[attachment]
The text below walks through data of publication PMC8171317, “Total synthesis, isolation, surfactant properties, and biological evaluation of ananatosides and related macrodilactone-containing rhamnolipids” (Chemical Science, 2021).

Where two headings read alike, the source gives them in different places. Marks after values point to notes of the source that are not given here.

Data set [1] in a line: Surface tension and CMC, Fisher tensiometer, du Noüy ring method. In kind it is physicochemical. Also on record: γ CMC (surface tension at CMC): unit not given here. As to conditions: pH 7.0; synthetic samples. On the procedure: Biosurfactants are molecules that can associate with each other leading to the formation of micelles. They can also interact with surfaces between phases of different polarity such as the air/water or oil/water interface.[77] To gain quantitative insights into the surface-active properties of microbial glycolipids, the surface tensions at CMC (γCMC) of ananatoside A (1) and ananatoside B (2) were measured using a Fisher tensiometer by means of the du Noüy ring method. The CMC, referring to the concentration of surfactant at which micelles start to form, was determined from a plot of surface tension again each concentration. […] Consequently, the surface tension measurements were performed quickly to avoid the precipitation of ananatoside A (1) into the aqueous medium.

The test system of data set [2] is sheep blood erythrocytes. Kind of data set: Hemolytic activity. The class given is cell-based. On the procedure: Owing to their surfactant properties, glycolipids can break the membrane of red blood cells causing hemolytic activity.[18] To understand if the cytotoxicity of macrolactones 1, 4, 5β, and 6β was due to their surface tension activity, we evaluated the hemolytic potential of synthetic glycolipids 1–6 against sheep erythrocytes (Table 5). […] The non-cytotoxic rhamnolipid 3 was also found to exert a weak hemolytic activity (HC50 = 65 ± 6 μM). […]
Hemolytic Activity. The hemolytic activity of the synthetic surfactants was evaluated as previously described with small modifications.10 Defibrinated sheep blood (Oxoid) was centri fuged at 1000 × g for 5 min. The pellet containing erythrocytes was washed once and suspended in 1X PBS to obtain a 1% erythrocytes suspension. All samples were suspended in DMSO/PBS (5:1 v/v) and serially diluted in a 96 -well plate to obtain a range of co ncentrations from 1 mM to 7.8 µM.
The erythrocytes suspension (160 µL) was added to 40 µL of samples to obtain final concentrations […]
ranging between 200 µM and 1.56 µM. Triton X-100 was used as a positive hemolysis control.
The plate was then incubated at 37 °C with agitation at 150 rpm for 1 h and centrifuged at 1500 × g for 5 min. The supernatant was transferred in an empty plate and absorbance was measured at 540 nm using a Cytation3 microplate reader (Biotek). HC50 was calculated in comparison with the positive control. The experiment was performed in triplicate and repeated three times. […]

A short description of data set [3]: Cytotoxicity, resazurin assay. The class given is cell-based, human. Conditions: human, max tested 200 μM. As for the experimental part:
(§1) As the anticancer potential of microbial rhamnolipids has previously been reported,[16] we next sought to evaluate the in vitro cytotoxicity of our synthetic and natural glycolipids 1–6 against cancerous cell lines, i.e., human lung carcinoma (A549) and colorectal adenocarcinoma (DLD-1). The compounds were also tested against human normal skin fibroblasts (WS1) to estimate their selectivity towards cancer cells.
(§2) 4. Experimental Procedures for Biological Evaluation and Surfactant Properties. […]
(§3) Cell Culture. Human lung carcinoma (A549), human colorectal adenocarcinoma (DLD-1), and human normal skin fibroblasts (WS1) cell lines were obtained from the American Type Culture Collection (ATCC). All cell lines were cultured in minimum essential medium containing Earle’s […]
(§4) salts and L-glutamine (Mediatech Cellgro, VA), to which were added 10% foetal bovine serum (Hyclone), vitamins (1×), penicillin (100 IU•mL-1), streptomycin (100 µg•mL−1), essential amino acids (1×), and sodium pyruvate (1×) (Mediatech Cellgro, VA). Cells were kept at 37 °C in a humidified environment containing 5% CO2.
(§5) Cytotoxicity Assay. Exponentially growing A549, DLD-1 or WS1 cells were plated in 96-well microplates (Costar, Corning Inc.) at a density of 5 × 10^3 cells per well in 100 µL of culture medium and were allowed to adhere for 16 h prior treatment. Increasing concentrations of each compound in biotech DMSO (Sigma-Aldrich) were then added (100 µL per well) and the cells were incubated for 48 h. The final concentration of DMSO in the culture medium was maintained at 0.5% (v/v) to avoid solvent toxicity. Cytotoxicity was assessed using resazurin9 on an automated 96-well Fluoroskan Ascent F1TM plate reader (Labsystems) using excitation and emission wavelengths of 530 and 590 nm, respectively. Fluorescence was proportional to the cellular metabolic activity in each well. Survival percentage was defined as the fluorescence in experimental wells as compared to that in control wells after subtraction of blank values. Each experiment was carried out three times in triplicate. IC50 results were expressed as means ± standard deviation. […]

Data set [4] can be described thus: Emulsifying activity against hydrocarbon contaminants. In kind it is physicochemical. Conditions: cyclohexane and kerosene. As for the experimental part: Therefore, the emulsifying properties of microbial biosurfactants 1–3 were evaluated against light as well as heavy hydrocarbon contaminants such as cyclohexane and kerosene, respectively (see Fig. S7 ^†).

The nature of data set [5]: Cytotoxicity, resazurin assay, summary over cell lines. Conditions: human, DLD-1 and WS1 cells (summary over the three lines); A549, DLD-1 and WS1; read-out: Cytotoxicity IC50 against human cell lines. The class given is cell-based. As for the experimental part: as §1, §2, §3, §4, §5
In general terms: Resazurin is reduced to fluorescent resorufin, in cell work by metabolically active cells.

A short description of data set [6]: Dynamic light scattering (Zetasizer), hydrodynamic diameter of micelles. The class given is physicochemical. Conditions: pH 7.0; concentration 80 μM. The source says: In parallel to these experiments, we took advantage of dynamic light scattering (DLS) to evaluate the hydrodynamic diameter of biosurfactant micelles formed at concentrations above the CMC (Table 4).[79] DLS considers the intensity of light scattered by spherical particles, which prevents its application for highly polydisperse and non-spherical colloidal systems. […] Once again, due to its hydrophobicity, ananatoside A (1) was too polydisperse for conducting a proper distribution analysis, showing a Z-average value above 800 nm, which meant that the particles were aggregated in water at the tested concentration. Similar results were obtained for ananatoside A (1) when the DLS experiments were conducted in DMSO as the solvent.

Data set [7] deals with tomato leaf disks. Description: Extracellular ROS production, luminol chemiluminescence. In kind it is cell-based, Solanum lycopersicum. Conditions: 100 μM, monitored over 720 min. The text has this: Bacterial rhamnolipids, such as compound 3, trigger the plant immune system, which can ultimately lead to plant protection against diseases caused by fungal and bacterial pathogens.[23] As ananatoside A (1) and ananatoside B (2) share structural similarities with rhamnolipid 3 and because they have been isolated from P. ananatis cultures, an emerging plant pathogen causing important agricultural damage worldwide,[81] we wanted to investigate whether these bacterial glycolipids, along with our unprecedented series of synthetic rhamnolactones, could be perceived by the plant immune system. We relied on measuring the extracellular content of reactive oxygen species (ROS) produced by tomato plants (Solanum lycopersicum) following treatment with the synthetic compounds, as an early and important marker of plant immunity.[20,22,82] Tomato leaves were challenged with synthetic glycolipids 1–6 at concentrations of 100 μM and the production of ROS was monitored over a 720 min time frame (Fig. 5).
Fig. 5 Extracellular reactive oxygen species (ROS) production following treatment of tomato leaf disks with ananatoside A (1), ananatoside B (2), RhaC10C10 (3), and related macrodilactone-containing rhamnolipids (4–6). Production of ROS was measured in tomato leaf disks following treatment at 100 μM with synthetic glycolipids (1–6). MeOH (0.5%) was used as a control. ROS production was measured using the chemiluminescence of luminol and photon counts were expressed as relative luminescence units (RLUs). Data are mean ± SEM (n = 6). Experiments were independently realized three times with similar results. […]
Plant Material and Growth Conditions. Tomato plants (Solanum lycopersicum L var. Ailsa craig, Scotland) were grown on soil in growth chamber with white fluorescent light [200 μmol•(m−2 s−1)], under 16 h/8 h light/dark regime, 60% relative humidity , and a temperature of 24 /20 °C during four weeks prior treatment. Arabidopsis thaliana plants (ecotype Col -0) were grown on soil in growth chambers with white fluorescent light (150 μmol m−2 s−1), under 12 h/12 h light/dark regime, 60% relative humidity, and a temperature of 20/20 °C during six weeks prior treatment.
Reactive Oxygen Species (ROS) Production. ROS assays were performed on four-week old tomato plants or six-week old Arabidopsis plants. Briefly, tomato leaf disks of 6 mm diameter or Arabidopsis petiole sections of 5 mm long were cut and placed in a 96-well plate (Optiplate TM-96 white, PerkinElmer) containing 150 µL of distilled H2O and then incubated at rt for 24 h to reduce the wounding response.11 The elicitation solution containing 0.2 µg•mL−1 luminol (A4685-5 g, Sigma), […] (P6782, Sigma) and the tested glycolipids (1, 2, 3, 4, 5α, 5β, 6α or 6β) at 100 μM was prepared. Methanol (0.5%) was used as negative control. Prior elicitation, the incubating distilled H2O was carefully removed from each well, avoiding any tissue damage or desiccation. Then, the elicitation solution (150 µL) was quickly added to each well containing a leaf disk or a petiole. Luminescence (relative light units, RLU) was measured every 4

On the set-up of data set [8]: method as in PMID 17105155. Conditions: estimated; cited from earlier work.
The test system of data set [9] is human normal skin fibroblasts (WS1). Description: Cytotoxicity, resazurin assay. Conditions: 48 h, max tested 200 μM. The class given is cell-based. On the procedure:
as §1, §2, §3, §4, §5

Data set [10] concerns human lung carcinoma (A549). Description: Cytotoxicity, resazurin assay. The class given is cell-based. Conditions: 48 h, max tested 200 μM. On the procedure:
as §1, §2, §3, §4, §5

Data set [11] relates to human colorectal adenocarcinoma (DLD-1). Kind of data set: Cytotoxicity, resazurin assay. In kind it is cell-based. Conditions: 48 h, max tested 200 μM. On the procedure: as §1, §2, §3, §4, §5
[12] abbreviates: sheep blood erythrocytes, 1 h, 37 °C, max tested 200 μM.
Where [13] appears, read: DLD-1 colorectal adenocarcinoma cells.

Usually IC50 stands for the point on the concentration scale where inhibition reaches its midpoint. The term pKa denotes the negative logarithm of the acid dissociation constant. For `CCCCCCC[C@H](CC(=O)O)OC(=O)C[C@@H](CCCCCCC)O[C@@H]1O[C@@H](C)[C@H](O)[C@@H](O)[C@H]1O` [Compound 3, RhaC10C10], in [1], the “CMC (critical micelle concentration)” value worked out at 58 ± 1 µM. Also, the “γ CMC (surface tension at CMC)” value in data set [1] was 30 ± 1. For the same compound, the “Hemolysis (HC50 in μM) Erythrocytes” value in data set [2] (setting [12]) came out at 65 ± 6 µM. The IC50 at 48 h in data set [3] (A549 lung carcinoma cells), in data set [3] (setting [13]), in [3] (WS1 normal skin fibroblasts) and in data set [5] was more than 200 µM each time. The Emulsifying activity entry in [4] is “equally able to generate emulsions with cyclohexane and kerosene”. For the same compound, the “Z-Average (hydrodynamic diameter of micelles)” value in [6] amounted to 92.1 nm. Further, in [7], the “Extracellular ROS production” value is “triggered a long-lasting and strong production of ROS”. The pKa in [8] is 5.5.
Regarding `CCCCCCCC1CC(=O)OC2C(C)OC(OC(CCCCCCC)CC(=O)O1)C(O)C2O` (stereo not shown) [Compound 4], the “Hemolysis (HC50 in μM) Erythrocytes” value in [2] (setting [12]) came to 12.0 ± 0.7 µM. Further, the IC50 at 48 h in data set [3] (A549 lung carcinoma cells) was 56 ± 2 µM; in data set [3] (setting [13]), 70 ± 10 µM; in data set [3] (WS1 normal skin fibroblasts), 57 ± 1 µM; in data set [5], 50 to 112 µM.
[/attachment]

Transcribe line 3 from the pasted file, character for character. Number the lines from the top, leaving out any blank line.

Data set [1] in a line: Surface tension and CMC, Fisher tensiometer, du Noüy ring method. In kind it is physicochemical. Also on record: γ CMC (surface tension at CMC): unit not given here. As to conditions: pH 7.0; synthetic samples. On the procedure: Biosurfactants are molecules that can associate with each other leading to the formation of micelles. They can also interact with surfaces between phases of different polarity such as the air/water or oil/water interface.[77] To gain quantitative insights into the surface-active properties of microbial glycolipids, the surface tensions at CMC (γCMC) of ananatoside A (1) and ananatoside B (2) were measured using a Fisher tensiometer by means of the du Noüy ring method. The CMC, referring to the concentration of surfactant at which micelles start to form, was determined from a plot of surface tension again each concentration. […] Consequently, the surface tension measurements were performed quickly to avoid the precipitation of ananatoside A (1) into the aqueous medium.